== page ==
|Henry Storch harvests honey. (Photo by Camille Storch)|
Local honey makers add a new addition to their homegrown business—a tasting room for their Old Blue Raw Honey in their honey processing facility.
Camille and Henry Storch started selling their honey about two years ago. Both are born and raised in Benton County. They met while working at Gathering Together Farm. Together they built their business.
Henry is a migratory beekeeper, moving his hives to different apiary locations throughout the year. He manages about 500 hives and raises his own queens. Camille handles honey processing, customer service, sales, shipping, and events for Old Blue Raw Honey.
Among their honey varietals, bestsellers include clary sage from Kiger Island; coriander from Shedd; and poison oak from the Cardwell Hill area of Wren. And true to the region, their blackberry honey is always a popular choice.
“We have blackberry-nectar-based varietal honeys from different locations in the Coast Range that are somewhat similar, but if you taste them side by side, you can taste the differences,” Camille said.
Old Blue got its start when friends of the Storches were logging near Harlan and downed several trees with bee colonies living in the cavities. The loggers decided to call someone to relocate the bees.
Henry put the colonies in hive boxes, took them home, and began to observe them. He realized they were quite different from other bees. They were more aggressive, flew in colder weather, were smaller and darker in color, and behaved differently. The colonies had gone feral and had been living unmanaged in the woods for several decades.
Henry has since focused on a breeding program that maintains the traits of those rescued bees, which he believes make them more suitable for survival in the Northwest. He has added a few new breeding lines, but the Harlan tree-dwellers remain the origin of much of their current hive genetics.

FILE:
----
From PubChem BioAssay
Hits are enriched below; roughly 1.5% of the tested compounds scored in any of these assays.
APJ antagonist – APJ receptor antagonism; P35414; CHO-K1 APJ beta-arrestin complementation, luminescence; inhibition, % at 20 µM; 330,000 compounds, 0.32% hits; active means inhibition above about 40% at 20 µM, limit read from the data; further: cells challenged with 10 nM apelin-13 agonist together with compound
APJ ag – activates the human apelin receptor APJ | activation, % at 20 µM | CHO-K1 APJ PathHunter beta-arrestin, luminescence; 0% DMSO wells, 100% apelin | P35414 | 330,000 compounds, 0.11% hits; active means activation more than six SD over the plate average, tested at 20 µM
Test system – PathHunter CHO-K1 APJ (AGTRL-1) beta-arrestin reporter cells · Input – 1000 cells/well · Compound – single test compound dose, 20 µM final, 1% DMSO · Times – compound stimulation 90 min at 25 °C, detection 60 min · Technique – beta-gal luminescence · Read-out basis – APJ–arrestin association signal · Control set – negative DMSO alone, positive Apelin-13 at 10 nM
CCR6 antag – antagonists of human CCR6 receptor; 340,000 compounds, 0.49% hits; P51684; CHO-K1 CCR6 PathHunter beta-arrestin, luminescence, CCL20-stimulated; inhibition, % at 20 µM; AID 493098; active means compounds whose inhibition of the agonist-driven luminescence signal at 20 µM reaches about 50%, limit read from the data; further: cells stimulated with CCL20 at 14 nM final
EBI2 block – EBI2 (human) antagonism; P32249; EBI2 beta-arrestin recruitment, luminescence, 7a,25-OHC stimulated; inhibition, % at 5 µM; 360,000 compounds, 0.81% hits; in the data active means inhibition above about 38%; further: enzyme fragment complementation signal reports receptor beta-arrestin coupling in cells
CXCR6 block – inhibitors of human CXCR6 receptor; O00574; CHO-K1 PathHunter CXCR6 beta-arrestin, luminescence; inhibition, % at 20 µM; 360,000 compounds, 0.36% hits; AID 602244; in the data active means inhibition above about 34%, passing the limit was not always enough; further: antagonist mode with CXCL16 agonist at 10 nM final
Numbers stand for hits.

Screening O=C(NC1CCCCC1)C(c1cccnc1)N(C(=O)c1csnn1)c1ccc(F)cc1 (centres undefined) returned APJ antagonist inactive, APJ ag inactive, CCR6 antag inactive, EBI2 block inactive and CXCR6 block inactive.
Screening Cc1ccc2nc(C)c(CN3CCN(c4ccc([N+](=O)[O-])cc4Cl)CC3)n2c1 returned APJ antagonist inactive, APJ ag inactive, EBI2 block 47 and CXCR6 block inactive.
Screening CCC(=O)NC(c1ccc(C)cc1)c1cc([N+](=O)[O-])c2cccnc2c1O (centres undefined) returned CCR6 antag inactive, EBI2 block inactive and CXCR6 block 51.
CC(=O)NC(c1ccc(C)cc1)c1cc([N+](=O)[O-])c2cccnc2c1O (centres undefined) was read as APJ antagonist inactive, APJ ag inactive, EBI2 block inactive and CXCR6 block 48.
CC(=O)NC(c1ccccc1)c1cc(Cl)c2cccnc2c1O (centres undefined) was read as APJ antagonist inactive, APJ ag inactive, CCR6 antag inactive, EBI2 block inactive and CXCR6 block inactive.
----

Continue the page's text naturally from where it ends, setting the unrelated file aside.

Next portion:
True to their product, Old Blue only sells honey from their own hives. They take advantage of an array of nectar source plants for their bees—from crop fields in the Willamette Valley to lush locations in the Oregon Coast Range. They have specialty honeys such as pumpkin, meadowfoam, maple, chittum, and thistle. The nectar source plants give the honeys distinct flavor and character.
“We share a ton of information about the origin of the honey including the harvest date, apiary location, and the nectar source plants,” said Camille. “Transparency about our beekeeping practices is very important to us.”
Old Blue’s honey processing facility and tasting room is located at 23990 Gellatly Way in Philomath. The Storches will not have regular business hours at that location, but the tasting room will be open occasionally for scheduled public tasting events and by appointment for individuals and small groups.
The grand opening will be held Dec. 3 and 4 from 1 to 5 p.m. Snacks, drinks, and honey to taste will be available and varietal honeys, beeswax, and honeycomb will be for sale.
For more information visit oldbluenaturalresources.com or email firstname.lastname@example.org.